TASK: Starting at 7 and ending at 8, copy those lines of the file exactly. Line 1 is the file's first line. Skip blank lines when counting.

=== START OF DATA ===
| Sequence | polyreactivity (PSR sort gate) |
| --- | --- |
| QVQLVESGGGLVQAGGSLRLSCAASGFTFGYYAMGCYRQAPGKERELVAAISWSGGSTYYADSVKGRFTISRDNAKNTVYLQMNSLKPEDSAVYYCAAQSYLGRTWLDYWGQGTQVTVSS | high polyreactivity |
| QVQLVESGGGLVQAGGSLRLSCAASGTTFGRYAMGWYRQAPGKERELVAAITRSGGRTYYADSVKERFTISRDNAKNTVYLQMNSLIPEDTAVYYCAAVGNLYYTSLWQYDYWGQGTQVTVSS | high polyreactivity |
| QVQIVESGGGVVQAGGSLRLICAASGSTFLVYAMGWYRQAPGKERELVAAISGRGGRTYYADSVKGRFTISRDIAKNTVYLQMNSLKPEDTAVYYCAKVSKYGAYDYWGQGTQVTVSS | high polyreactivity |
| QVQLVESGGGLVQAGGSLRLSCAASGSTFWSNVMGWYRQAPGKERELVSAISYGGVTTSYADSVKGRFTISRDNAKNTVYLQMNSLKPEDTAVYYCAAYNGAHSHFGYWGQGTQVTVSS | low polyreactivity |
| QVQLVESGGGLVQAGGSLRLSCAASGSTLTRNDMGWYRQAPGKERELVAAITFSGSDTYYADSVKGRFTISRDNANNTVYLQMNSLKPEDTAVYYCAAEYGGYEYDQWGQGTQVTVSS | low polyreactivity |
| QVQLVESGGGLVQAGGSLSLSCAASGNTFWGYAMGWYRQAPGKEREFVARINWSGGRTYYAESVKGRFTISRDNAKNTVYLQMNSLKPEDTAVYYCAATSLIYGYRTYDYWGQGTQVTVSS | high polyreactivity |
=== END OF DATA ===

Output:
| QVQLVESGGGLVQAGGSLRLSCAASGSTLTRNDMGWYRQAPGKERELVAAITFSGSDTYYADSVKGRFTISRDNANNTVYLQMNSLKPEDTAVYYCAAEYGGYEYDQWGQGTQVTVSS | low polyreactivity |
| QVQLVESGGGLVQAGGSLSLSCAASGNTFWGYAMGWYRQAPGKEREFVARINWSGGRTYYAESVKGRFTISRDNAKNTVYLQMNSLKPEDTAVYYCAATSLIYGYRTYDYWGQGTQVTVSS | high polyreactivity |